by Steven Ertelt
November 20, 2004
Washington, DC (LifeNews.com) — The U.S. House of Representatives on Saturday passed a federal spending bill containing a provision that protects pro-life health care providers who opt against performing or paying for abortions.
The Hyde-Weldon anti-discrimination amendment ensures that state and local governments receiving money from the federal Health and Human Services Department cannot discriminate against health care providers that do not perform abortions, pay for abortions, provide insurance coverage for abortions or refer to agencies that perform abortions.
The provision covers doctors and other health care professionals, hospitals, insurance companies, and others.
Douglas Johnson of the National Right to Life Committee said the pro-life provision is important because it will "prevent state and local government officials from compelling health care providers to participate in killing unborn children."
However, abortion advocates are upset that the measure was added to the bill and groups like NARAL, NOW and Planned Parenthood have pledged to attempt to remove it as the Senate considers the spending legislation.
Senator Barbara Boxer, a California Democrat who backs abortion, promised she would employ procedural tactics in the Senate to stop other legislative business unless the provision was changed or deleted.
"I am willing to stand on my feet and slow this thing down," Boxer told the Associated Press. "Everyone wants to go home, I know that, and I know I will not win a popularity contest in the Senate. But they should not be doing this. On a huge spending bill they’re writing law, and they’re taking away rights from women."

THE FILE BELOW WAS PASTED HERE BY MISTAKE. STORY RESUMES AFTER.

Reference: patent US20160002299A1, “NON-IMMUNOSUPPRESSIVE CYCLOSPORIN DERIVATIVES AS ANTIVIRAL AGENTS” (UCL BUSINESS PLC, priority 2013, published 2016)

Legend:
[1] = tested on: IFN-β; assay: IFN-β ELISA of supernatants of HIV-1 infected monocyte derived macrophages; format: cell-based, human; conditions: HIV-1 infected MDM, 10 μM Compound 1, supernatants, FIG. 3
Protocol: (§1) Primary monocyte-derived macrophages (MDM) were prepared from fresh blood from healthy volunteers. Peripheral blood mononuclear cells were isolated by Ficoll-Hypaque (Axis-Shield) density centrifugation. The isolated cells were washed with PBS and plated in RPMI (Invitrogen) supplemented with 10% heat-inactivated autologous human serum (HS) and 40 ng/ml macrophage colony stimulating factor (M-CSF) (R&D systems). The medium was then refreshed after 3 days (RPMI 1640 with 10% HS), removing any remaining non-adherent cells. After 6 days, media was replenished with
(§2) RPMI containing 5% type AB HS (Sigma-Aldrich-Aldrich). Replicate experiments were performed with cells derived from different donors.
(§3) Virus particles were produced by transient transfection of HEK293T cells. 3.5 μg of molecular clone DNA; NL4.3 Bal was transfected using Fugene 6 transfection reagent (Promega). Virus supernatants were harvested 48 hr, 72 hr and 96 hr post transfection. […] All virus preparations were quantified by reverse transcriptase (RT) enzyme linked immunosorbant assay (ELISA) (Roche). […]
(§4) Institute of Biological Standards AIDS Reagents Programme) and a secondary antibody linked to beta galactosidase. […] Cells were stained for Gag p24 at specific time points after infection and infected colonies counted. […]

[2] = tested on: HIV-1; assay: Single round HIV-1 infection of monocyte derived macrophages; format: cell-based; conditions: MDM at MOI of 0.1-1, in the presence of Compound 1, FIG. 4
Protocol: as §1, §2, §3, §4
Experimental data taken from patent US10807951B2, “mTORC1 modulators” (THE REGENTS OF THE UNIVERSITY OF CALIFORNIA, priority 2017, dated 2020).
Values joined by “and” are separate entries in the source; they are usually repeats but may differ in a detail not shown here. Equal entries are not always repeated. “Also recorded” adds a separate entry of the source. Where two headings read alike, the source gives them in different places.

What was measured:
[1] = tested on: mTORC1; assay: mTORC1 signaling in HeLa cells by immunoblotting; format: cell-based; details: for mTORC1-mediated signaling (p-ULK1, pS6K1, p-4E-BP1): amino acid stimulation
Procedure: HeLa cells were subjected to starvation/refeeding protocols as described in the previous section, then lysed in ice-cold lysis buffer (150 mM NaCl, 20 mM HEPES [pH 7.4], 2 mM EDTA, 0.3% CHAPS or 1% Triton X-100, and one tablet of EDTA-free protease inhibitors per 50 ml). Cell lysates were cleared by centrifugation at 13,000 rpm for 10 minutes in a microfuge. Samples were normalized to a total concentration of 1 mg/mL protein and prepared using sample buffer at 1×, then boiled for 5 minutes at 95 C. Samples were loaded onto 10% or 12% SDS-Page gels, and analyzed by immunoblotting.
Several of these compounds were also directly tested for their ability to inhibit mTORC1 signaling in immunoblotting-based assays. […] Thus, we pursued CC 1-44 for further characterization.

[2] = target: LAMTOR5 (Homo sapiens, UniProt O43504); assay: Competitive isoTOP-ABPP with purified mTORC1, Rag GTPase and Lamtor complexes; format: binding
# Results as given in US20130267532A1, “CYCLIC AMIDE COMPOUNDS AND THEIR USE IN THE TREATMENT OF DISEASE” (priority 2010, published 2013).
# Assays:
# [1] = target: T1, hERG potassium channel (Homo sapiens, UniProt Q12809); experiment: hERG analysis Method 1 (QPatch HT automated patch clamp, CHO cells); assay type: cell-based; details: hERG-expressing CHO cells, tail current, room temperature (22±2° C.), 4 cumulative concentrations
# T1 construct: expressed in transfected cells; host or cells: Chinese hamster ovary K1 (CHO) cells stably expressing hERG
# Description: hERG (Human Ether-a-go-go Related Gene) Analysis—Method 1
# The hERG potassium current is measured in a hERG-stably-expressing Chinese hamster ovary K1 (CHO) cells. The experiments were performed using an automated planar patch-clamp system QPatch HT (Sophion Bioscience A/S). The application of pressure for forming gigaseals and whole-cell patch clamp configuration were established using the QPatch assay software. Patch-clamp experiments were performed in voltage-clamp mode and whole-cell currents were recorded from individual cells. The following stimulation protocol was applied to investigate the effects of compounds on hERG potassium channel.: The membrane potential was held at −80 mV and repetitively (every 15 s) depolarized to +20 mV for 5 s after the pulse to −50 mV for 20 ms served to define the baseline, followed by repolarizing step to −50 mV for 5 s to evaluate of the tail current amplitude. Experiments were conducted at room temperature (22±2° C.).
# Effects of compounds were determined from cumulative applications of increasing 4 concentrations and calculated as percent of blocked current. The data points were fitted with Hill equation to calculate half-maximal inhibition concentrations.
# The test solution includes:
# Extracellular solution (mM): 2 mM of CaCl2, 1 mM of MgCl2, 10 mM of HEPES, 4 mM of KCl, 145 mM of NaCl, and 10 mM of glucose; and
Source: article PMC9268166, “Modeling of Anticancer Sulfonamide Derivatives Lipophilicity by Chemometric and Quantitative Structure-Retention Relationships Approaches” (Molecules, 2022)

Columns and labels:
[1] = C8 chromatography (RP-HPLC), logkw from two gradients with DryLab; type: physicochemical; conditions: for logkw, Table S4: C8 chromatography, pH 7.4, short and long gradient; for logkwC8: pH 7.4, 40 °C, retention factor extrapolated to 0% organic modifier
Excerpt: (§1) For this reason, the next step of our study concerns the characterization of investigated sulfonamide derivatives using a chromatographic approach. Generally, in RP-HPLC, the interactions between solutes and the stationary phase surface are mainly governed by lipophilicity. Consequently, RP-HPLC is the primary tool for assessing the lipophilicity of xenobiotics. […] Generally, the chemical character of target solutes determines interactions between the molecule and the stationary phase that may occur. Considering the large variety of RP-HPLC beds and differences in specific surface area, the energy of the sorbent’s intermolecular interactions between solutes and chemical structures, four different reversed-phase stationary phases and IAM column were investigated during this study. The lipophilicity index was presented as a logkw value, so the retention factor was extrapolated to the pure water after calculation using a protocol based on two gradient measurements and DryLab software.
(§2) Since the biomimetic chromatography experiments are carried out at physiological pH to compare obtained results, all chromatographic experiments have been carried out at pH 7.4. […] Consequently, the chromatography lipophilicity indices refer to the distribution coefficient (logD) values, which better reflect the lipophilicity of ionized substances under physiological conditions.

Boxer said she complained to Senator Ted Stevens, who chairs the Senate Appropriations Committee.
However, according to AP report, Stevens told her that House Republican leaders wanted the provision to stay and that he doesn’t intend to remove it when the Senate considers the bill this coming week.
Nine senators, including eight Democrats and pro-abortion Republican Olympia Snowe of Maine, also wrote to Stevens urging him to change or remove the language.
President Bush strongly supports the Hyde-Weldon provision.
In a letter to members of Congress earlier this week, the Bush administration wrote that the president "strongly supports language added by the House to ensure that health care providers are not discriminated against because they do not provide, pay for, or cover abortions."
The Hyde-Weldon provision is named after its House sponsors, pro-life Reps. Henry Hyde of Illinois and Dave Weldon, of Florida.
ACTION: Contact your two senators and urge strong support for keeping the Hyde-Weldon provision in place. You can call any Senator at 202-224-3121 or find specific contact information for yours at